Eight years after Google initially took a stand against Internet censorship by exiting the Chinese search market, we are disappointed to learn the company has been secretly re-considering an extended collaboration with the massive censorship and surveillance-wielding state. According to an Intercept report released at the beginning of the month, Google is working on a censored version of its search service for release in China.
In 2010, EFF and many other organizations praised Google for refusing to sacrifice the company’s values for access to the Chinese market. At the time, this move followed public backlash and several attacks on Google’s infrastructure that targeted the personal data of several prominent Chinese human rights activists. Google’s departure from China showed that strong core values in fundamental human rights could beat out short-term economic gain in the calculus of an Internet company.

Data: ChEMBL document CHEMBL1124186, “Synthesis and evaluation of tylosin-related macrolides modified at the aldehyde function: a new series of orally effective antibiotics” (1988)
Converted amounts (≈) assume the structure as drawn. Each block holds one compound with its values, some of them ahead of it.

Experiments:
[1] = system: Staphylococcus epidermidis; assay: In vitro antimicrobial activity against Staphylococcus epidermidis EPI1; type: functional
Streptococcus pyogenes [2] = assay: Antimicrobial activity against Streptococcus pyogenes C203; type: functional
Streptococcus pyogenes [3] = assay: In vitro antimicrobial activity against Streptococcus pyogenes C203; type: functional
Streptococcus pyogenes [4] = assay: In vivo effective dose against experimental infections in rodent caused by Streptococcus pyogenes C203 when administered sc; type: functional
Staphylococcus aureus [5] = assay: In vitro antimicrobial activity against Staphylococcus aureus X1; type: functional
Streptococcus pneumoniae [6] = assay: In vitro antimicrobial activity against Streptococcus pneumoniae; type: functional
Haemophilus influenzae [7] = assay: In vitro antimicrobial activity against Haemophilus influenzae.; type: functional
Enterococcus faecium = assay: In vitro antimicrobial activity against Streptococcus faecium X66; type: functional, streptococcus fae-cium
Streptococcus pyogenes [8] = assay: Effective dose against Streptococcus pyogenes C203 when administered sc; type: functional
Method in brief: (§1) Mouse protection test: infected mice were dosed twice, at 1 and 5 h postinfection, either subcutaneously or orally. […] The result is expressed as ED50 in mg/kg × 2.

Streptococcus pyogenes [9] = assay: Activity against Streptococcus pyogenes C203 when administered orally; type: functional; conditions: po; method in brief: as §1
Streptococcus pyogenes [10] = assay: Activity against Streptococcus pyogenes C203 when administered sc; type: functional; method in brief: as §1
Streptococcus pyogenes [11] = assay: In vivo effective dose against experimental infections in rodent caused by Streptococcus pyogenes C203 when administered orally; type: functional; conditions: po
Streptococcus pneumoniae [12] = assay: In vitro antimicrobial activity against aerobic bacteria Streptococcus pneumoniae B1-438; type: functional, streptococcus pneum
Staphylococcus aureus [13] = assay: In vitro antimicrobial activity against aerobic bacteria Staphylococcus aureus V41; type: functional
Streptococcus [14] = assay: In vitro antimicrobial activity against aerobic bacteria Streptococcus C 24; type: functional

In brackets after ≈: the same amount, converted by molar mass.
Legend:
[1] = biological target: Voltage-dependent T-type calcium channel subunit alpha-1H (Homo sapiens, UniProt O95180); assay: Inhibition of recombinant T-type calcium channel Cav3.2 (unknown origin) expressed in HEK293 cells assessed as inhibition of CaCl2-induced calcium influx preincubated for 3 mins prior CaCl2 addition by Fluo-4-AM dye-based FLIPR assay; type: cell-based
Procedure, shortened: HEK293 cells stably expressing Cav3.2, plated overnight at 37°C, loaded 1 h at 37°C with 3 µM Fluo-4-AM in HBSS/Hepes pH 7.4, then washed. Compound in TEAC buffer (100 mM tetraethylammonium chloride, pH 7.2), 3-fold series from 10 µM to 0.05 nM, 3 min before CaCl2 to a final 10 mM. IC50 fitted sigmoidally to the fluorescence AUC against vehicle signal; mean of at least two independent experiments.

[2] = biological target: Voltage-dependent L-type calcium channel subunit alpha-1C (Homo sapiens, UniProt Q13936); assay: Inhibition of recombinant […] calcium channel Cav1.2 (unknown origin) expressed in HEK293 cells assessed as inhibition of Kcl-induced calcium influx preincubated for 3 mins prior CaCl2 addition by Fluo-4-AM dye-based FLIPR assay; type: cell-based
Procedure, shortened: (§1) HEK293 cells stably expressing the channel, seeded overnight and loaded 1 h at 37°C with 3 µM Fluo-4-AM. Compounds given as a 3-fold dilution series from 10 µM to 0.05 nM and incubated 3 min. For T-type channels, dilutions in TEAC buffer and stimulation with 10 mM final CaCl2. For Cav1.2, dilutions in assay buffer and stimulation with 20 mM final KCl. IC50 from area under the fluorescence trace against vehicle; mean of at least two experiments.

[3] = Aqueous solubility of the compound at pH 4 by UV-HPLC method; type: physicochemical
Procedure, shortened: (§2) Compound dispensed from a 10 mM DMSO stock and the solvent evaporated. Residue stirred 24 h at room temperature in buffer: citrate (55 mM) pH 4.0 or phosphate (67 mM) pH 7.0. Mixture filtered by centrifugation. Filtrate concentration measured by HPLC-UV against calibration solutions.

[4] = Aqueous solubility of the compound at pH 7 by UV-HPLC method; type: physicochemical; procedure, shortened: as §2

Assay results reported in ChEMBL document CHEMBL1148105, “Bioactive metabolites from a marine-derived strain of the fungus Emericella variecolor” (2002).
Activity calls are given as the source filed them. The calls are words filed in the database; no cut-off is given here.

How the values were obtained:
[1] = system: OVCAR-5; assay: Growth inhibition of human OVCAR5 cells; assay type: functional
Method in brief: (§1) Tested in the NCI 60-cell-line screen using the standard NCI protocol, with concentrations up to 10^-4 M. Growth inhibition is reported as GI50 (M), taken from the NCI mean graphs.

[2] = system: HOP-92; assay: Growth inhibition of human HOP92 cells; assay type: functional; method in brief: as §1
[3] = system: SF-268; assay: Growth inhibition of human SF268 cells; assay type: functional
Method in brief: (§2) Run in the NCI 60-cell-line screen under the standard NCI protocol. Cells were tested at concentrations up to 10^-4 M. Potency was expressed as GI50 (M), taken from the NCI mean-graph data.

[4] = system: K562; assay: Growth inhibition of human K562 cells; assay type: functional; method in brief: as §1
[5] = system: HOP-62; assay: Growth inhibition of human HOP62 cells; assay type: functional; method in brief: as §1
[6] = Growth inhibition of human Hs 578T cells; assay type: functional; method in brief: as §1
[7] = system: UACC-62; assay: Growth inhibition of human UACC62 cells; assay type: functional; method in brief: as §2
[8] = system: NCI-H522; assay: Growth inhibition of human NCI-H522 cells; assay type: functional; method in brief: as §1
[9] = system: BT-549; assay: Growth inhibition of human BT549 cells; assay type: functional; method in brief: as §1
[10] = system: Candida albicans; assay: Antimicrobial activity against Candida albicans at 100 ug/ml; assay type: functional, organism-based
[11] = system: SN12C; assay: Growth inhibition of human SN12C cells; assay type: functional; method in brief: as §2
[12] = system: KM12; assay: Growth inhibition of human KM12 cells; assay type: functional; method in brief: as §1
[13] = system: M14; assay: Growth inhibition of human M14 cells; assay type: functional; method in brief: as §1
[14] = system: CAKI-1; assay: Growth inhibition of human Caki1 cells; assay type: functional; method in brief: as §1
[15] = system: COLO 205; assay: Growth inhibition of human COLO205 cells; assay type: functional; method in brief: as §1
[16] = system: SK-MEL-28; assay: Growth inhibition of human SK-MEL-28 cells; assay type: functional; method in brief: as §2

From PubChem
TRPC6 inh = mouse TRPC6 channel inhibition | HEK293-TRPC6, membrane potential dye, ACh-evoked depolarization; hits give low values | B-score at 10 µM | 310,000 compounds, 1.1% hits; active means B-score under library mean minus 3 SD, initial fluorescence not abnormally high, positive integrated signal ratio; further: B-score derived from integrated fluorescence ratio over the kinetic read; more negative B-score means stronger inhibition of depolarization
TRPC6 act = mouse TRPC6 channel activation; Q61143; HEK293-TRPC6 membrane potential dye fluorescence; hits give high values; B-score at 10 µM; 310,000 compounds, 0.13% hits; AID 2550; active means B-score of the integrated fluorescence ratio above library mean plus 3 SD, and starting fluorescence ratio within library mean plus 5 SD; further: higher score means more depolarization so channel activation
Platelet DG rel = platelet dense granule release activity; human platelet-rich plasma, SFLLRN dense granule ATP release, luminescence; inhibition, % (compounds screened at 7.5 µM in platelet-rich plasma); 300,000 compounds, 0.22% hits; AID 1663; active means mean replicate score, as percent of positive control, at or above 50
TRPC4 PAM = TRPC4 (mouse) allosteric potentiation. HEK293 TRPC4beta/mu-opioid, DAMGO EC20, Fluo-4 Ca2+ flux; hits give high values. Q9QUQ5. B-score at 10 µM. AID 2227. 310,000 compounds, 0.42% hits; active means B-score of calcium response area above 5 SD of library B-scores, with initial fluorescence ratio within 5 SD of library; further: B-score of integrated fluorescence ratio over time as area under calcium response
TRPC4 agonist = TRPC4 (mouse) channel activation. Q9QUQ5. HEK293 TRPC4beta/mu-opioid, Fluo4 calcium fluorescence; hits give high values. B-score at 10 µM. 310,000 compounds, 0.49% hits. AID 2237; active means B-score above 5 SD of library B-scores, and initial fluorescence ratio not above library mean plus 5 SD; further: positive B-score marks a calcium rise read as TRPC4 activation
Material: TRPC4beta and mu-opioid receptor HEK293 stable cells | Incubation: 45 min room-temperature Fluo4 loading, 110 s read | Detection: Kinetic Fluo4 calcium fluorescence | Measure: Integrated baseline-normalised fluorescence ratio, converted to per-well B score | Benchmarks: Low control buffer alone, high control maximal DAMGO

But now it seems the company has reversed course.
This news comes amid other reports of American tech giants compromising values to enter or remain within China: Facebook has piloted a censored version of its own platform, and Apple recently faced criticism for moving its customers’ data into China-hosted servers, and adding code to filter the Taiwanese flag emoji in Chinese locales.
Categories: Technology News